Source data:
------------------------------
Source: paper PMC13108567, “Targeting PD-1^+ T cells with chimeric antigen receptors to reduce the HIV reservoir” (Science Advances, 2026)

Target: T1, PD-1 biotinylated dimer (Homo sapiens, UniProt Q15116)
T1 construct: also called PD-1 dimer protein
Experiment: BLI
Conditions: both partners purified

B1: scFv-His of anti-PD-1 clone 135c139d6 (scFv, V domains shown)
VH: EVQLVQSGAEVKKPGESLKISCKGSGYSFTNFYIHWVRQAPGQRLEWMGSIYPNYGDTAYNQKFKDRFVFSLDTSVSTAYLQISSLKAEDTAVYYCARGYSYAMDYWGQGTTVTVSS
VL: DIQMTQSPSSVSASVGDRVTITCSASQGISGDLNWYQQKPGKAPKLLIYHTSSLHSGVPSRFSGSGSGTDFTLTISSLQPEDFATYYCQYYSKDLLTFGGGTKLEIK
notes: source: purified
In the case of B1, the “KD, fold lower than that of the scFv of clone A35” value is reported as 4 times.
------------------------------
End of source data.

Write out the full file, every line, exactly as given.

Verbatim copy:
Source: paper PMC13108567, “Targeting PD-1^+ T cells with chimeric antigen receptors to reduce the HIV reservoir” (Science Advances, 2026)

Target: T1, PD-1 biotinylated dimer (Homo sapiens, UniProt Q15116)
T1 construct: also called PD-1 dimer protein
Experiment: BLI
Conditions: both partners purified

B1: scFv-His of anti-PD-1 clone 135c139d6 (scFv, V domains shown)
VH: EVQLVQSGAEVKKPGESLKISCKGSGYSFTNFYIHWVRQAPGQRLEWMGSIYPNYGDTAYNQKFKDRFVFSLDTSVSTAYLQISSLKAEDTAVYYCARGYSYAMDYWGQGTTVTVSS
VL: DIQMTQSPSSVSASVGDRVTITCSASQGISGDLNWYQQKPGKAPKLLIYHTSSLHSGVPSRFSGSGSGTDFTLTISSLQPEDFATYYCQYYSKDLLTFGGGTKLEIK
notes: source: purified
In the case of B1, the “KD, fold lower than that of the scFv of clone A35” value is reported as 4 times.